The first of three volumes in a series, this book covers what happened in the world from the very earliest accounts we have all the way to the fall of Rome. And I quite literally mean the world, going from Sumer to Europe to China and back, connecting historical events across the world the entire time. It’s not as in depth as other history books, but considering the scope of history it’s undertaking, that’s a bit understandable. But even with it not being as in depth as others, you still get a good understanding of what was happening across the world, assisted by numerous maps and timelines to help with visualizing where, when, and how everything was related. The next book in the series picks up where this one left off, covering Constantine to the First Crusade, and the third books covers the rediscovery of Aristotle to Constantinople’s Fall.
The Fabric of Civilization by Virginia Postrel
This may sound like an exaggeration, but I’m being completely serious when I say this: we would not be where we are now was it not for the creation of fiber crafts, especially weaving. We would not have smart phones, we would not have been able to land multiple rovers on Mars, and we would not have some of the chemical understanding we have today. With this book, you can see why I can say that. It starts at the very beginning, from when we were first starting to spin and domesticate plants, following the strands (eh? eh???) of history to weaving and dyeing, and the inventions that followed, including arithmetic, binary, and entire empires being funded by this every day thing a lot of us probably don’t spend much time thinking about: fabric.
1491: New Revelations of the Americas Before Columbus by Charles C. Mann
I don’t know about y’all, but every depiction I had of what North America was like before it was colonized was distanced tribes living in untouched wilderness. Granted, I did grow up with Georgia’s education system, but still. It was blatantly false. Indigenous peoples actively sculpted the landscape to fit their needs, but in a more sustainable way than what we do know. This book points out and refutes every misconception people have about the Pre-Columbian era in North America, from technological inventions to scientific advancements to culture. In depth and thorough, it does an excellent job of showing just how complex these civilizations were prior to Columbus’s “discovery” of the Taíno peoples. Indigenous Americans played a larger role in world history than a lot of us realized.
The Year Without a Summer by Nicholas P. Klingaman and William K. Klingaman
In 1816, there was a massive volcanic eruption in Indonesia that plunged most of the Northeastern United States and much of Europe into a weather pattern that effectively canceled summer for the year. Due to the near constant rain, frost, and snowfall throughout the year, it was referred to as 18-hundred-and-froze-to-death. The Klingamans show the dichotomy of what was happening in world history at the time, from the mass migrations to better climates, epidemics, famines, and food riots to the first novel of a new genre being written to fiery sunsets being painted, along with an illustration of what was likely the beginnings of the climate change crisis we’re in now.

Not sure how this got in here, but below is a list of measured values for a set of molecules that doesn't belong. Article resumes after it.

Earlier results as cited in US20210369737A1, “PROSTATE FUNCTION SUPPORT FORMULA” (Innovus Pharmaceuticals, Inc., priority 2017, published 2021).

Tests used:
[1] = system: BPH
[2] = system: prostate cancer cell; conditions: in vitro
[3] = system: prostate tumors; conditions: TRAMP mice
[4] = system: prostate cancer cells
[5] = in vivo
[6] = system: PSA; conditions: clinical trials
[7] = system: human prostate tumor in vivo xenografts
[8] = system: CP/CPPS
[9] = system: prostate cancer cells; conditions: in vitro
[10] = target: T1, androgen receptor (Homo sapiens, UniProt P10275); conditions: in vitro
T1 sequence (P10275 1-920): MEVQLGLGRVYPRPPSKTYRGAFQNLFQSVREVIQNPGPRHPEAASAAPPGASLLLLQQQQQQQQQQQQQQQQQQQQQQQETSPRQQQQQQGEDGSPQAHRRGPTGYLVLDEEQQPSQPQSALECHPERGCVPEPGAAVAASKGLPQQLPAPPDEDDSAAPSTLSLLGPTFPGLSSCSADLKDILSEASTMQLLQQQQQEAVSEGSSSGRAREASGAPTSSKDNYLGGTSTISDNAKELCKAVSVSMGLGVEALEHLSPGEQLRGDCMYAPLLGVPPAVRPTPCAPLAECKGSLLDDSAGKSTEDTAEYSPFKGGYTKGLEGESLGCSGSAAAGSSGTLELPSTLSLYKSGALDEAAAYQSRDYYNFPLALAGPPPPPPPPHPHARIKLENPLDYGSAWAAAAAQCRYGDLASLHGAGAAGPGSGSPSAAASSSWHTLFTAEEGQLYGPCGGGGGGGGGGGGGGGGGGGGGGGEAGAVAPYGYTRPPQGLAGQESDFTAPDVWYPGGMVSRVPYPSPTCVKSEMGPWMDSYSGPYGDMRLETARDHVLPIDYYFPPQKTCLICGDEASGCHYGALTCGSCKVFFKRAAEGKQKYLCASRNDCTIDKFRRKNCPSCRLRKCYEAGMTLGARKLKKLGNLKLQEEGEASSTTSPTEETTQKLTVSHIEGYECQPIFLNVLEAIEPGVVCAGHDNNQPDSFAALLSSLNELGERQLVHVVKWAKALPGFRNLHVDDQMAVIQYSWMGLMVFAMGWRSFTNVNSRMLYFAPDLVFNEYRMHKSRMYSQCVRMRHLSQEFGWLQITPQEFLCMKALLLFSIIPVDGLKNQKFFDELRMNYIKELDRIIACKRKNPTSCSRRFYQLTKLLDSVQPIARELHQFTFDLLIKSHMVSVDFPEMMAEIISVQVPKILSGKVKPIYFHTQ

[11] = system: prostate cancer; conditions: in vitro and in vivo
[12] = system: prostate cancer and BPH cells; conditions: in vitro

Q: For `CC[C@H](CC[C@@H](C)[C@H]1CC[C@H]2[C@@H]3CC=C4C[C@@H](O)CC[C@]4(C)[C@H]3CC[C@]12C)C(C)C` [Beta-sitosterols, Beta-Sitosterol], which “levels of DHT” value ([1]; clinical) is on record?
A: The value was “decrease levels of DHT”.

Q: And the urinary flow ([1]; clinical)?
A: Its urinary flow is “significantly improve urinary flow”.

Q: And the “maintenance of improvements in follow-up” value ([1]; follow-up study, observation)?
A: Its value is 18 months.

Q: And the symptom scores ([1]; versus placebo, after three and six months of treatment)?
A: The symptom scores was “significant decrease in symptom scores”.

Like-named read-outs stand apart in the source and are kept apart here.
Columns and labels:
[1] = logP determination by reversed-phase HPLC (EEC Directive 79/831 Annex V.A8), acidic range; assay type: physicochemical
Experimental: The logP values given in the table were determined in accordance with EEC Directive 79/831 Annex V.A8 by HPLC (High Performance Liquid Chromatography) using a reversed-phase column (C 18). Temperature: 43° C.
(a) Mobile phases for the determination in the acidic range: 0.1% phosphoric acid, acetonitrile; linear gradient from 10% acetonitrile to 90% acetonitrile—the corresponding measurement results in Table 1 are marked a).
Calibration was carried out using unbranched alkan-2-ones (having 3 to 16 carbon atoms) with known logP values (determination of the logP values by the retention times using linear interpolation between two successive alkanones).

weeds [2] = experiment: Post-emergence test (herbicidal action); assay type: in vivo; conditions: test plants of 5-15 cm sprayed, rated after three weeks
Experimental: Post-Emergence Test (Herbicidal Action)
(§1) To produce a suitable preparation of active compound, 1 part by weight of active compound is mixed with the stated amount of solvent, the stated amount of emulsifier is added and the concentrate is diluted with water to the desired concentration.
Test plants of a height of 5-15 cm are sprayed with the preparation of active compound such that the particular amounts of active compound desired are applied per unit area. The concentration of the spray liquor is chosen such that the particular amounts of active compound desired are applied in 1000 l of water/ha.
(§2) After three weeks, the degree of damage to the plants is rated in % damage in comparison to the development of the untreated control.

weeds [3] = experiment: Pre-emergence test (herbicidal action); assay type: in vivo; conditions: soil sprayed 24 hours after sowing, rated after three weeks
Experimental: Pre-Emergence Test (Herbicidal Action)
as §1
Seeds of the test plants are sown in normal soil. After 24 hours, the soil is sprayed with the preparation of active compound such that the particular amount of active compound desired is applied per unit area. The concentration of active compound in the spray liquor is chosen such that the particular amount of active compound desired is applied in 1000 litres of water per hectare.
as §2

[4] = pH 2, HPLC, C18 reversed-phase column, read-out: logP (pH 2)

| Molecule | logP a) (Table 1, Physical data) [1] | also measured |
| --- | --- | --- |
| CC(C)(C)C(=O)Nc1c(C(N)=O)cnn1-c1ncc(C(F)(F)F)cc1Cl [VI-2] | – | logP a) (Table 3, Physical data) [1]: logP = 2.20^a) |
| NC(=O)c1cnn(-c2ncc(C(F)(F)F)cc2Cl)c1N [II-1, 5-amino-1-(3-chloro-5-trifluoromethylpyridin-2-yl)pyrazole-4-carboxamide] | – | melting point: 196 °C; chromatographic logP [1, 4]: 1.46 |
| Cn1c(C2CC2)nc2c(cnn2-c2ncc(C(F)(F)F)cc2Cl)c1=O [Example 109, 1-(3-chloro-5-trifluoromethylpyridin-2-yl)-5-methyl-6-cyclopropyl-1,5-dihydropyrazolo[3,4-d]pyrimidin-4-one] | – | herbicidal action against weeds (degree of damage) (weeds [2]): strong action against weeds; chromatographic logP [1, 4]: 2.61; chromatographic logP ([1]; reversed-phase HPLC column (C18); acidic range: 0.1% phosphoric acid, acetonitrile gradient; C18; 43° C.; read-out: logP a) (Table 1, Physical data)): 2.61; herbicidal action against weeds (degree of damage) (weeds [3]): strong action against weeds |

A History of the World in 6 Glasses by Tom Standage
You can tell a lot about a person, and a culture, by the food they eat — and that includes their drinks. You can tell a lot about a species by the drinks that affect their history. Tom Standage has gone through our history — from Neolithic to the 21st century — and picked out the six drinks that have played the biggest role in our history: beer, wine, spirits, coffee, tea, and cola. Each drink played a role in shaping who we are, assisting in the rise of empires, the sharing of ideas, being a reason for colonization, or boosting the slave trade.
Questioning Collapse Edited by Patricia A. McAnany and Norman Yoffee
I’m an anthropologist, which means that whenever someone mentions Jared Diamond to me, or recommends one of his books, my blood pressure spikes just a bit, or I get a bit of an eye twitch. I’m not alone. In fact, this book is a response to his book Collapse, and is full of essays from historians and anthropologists about how civilizations actually decline; that they usually don’t “collapse” the way people think, but rather adapt, and resilience is the the usual pattern of how things play out, as well as showing the problems with the outdated idea of environmental determinism and the inherent racial aspects of “success” and “failure.”
Insurgent Empire by Priyamvada Gopal
This is the history of colonies fighting back. Specifically, the British colonies, the people of Africa, of the Caribbean, of India, and the people in London that supported their voices. These groups are often shown as victims of imperialism, but Priyamveda Gopal shows that they were more than that, that even while they were fighting against imperialism they were still helping the country that was oppressing them, creating lasting legacies. The book follows the intellectual movements that were building within the then-colonies, and pushes back against the constant idea of “they’re just a product of their time, they had the support of the people, it was thought of as okay.” Just a heads up with this one though, it is a little academic jargon heavy, and one I recommend reading in chunks.
Black Marxism by Cedric J. Robinson